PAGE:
NY Mirror

Lately we all seem to be over the rainbow—and in fact over everything.

To be queer in New York City in 1999 is a fabulous nightmare, a gorgeous imbroglio, and other maddening mixed metaphors. Gay men are still separated from each other, as internalized walls enable fashion queens to deride leather queens, drag queens to dismiss flea market queens, and everyone to hate Broadway queens. And we dis ourselves too, self-loathing remaining high atop the gay hit parade. (One of the most prevalent sounds on phone hot lines is that of a really femmy voice demanding "No femmes!") But the enmity dissolves for a day when we take to the streets and drum up some communal pride for the world to see. It's not really that much of a stretch because, after all, we're now a throbbing market to cater to, a massive force to reckon with, and a cultural given. We're more visible and successful than ever—and as a result of the fierce bonding the AIDS crisis forced us into, we now have a permanent knowledge of how to kick ass.

We just have to kick our own femmy butts whenever complacency threatens to make our house unlivable. Well, let the self-flagellation begin, because lately we all seem to be over the rainbow—and in fact over everything. Just because we want it to be history, AIDS has long become a back-burner issue, as disinterest, denial, and a misguided feeling that it's now easily treatable have prompted a much publicized new wave of sexual apathy. Seemingly contradictory messages about sex are helping fuel confused behavior. (One bar rag recently ran a cover story about AIDS vaccine trials and used as a cover image a writhing, half-naked go-go boy.) The handful of remaining sex clubs play host to hormonal hunks who want to act out, but aren't exactly sure how. At the West Side Club—which the city is, naturally, investigating—toweled tyros try to re-create the old bathhouse abandon they've heard about, but in their own self-conscious, millennial way. In the hallway, a wannabe nympho halfheartedly touches a passerby's rippling chest. The object of his affection freezes, trying to instantly decide if the guy's hot enough to deserve a reciprocal grope. There's a tense moment as they distractedly gaze at each other's shoulder blades, then separate because a panting audience has developed. But they'll undoubtedly connect later in a private room, accessorized with the single condom you get on entering the club.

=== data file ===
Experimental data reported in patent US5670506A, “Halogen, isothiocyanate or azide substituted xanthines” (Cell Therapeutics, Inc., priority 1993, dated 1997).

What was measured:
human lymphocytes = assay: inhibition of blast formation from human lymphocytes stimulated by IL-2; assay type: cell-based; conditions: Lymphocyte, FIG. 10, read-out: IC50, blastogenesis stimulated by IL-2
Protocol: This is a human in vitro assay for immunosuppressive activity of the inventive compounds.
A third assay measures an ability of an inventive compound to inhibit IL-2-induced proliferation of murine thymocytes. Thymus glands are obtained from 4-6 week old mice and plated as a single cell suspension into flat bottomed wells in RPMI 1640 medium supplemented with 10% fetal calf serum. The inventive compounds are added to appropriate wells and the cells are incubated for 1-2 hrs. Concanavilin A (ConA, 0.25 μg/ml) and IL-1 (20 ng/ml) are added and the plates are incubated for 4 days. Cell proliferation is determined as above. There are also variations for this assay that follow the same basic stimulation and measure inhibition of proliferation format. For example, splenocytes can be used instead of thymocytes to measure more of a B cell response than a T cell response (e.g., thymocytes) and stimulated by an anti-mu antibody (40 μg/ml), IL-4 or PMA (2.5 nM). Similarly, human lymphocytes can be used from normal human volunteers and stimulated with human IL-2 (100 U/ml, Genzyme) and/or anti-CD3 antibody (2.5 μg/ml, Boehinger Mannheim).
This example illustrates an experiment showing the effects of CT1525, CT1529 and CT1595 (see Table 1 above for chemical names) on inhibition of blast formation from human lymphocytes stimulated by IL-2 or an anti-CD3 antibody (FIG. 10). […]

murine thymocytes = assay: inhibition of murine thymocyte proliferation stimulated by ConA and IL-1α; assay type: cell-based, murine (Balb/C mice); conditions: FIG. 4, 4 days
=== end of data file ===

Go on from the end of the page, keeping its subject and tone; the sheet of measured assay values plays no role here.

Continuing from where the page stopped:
It's all part of the gay learning process—except that what some have learned is they don't even want that one condom. "Bareback bottom" has become a badge of reckless pride, a loony label that says sex is more important than anything else on earth. Indifference has attained a certain cachet, and for an implacable few, courting death has practically become an aphrodisiac. Correspondingly, AIDS activism has also been visited by ennui, losing the urgency that used to make it electric. In the '80s, the plague seemed unfathomable, the throngs bolted up in response, and it was easy to agree on one do-nothing enemy: "the government." Since we were all enraged at that one target, we found strength in the directed furor. But now we're mad at everyone and no one. Numbed by years of horror, thrown off by subtly changing demographics, and appeased by crumbs of progress, we'd rather pretend that our crises have been resolved than face the mountain of alarming truths.